Originally Published: June 21, 2017 6:01 a.m.
Dear Annie: I am 63, and I help daily with my 94-year-old mother, who lives by herself. I run errands, and I keep her yard nice. I have a brother and sister who live out of state. They come back to visit from time to time. When they do visit, they expect me to entertain them. I feel that because they are staying with her, it is my time to take a break. They don’t seem to realize the pressures I go through every day, when I wonder whether she will answer the door or I will find her on the floor.
Am I being unreasonable in wanting to be able to “escape” mentally and physically for a couple of days whenever it is convenient for them to “escape” their out-of-state lives and visit? I’d like to be able to visit my children and maybe travel a little bit. They not only try to make me feel guilty but also put my mom up to calling me on their behalf. — Needing a Break in Pensacola
Dear Needing a Break: It is absolutely reasonable — and smart — that you want some time alone and away from the stresses of caretaking. To properly take care of anyone, you first need to take care of yourself. If your batteries are constantly drained, they’ll eventually be past the point of recharging. Look into hiring some professional help to supplement your own care of your mother. Many insurances, including Medicare and Medicaid, include some form of hospice coverage. Visit https://hospicefoundation.org.
As for your siblings, how they want to treat your mother is their choice. Though you can’t force them to spend more time with her, you can stick up for yourself and ask them to stop shifting blame onto you. You are a wonderful daughter. Don’t let them make you think otherwise because of their own selfish motives.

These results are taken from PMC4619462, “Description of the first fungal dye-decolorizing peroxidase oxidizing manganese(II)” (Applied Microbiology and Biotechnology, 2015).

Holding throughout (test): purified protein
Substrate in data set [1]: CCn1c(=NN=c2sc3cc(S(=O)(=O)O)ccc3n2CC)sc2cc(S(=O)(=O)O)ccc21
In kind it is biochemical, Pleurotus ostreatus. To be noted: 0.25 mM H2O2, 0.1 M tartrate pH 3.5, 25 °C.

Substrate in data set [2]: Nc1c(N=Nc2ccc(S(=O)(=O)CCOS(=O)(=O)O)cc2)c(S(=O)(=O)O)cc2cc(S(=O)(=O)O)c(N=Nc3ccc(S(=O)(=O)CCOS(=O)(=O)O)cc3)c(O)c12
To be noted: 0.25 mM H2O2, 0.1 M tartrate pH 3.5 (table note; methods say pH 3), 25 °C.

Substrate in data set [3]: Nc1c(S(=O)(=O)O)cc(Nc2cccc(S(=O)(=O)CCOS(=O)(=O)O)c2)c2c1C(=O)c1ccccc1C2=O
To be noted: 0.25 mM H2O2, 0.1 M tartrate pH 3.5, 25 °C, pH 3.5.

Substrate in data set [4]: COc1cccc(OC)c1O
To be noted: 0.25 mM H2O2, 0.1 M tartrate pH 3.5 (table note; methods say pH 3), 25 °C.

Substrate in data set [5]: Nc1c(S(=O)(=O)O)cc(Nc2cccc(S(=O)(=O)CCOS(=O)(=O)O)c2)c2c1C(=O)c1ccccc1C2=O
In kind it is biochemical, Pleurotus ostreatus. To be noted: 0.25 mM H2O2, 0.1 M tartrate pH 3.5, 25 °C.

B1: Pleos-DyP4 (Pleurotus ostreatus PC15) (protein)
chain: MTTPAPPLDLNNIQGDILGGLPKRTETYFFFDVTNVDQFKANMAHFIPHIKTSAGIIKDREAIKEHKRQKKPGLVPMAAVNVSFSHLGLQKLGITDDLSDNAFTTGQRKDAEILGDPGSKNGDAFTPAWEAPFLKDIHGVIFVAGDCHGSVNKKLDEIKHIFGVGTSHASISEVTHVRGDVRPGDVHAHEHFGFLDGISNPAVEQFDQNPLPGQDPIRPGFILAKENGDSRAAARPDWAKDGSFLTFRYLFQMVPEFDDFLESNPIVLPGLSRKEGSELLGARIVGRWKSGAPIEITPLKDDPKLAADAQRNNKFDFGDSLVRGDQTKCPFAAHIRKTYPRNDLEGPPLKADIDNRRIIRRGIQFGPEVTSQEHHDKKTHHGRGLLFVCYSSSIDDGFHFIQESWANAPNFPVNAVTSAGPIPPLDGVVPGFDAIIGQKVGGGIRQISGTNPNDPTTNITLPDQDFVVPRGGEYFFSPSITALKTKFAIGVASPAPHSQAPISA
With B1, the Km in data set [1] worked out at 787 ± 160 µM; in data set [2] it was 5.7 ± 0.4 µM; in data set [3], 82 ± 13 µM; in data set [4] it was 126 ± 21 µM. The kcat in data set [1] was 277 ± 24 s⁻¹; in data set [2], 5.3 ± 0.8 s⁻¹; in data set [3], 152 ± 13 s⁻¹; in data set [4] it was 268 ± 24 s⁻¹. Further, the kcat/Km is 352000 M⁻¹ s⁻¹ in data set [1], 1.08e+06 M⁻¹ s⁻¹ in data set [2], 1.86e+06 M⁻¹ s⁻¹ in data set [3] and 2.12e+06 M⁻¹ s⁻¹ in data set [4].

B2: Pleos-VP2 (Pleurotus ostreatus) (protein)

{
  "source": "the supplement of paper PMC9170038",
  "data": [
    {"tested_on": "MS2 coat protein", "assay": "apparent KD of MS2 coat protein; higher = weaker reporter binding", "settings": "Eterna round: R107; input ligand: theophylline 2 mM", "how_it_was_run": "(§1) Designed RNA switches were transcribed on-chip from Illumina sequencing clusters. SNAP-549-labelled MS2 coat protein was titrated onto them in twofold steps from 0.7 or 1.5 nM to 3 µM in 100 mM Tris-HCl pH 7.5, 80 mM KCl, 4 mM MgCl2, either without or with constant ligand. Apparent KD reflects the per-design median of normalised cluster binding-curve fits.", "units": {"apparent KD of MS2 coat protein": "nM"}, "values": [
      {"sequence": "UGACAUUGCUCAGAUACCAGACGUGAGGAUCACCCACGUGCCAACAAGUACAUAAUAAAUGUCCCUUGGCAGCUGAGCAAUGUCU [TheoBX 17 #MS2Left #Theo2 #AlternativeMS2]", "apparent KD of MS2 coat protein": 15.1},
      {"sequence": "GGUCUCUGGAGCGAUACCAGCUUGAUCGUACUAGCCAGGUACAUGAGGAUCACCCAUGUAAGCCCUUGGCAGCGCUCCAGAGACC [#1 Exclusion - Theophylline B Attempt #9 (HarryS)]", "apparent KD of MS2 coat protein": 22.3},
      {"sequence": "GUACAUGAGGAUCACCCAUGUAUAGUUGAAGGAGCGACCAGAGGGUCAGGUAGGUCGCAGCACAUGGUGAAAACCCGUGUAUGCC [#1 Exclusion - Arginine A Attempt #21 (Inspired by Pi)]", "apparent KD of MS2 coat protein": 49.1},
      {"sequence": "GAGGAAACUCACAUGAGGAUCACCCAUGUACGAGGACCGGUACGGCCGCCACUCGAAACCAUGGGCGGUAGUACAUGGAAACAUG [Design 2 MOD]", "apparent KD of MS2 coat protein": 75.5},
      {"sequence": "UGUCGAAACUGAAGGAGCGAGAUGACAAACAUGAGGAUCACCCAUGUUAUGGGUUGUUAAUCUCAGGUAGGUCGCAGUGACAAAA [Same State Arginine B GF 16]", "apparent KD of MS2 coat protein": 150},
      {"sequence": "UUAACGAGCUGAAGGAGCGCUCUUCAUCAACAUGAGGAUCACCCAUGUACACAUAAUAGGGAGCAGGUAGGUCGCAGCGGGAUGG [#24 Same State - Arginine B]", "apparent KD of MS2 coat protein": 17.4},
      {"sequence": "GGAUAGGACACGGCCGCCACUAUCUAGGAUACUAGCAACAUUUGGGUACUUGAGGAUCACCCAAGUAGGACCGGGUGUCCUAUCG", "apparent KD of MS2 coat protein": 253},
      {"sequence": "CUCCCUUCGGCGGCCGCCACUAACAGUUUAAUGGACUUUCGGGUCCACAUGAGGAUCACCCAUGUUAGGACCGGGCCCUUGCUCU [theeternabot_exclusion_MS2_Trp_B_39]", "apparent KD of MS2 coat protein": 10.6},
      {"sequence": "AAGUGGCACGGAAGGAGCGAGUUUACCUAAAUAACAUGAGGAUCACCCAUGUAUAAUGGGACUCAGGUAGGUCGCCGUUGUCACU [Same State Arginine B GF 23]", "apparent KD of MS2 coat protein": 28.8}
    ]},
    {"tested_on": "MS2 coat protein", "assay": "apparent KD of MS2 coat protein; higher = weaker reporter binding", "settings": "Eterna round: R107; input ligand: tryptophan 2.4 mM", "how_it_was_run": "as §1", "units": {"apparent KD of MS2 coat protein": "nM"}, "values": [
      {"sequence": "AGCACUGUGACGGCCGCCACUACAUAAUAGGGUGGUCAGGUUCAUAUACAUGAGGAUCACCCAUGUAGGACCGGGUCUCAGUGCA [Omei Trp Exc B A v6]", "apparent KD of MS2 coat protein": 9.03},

Dear Annie: I can no longer take this digital world.
I cannot program my new dishwasher to a one-hour setting instead of letting it run for two hours; my old dishwasher ran with nothing but a push of the start button. I cannot get an ice cube from my new refrigerator. It’s like an algebra problem. I used to get ice cubes from my old refrigerator by opening the freezer door and grabbing the ice cube tray. New refrigerators do not come equipped with ice cube trays.
My old TV set used to turn on with the click of a single button on the remote. My new TV requires three or four clicks before the picture turns on. I used to play a tape by simply pushing “play” and turned it off by pushing “off.” I am still trying to learn the steps that one has to go through to turn off a DVR. This is the reason mental problems are on the rise for people over 80.— Digital Victim
Dear Digital Victim: I feel your pain. I hate having to use two remotes and a considerable amount of brainpower just to turn on the nightly news. But look at it this way: These technological challenges, although frustrating, are working your brain. Cognitive psychologists have found that learning new skills helps to ward off dementia by strengthening connections between different areas of the brain.
That said, you don’t have to drive yourself crazy figuring things out on your own. Ask a store associate for help next time you’re buying such a product. You might also benefit from taking a computer course at your local library, as it could help you feel savvier with technology overall. Don’t give up.
Send your questions for Annie Lane to firstname.lastname@example.org. To find out more about Annie Lane and read features by other Creators Syndicate columnists and cartoonists, visit the Creators Syndicate website at www.creators.com.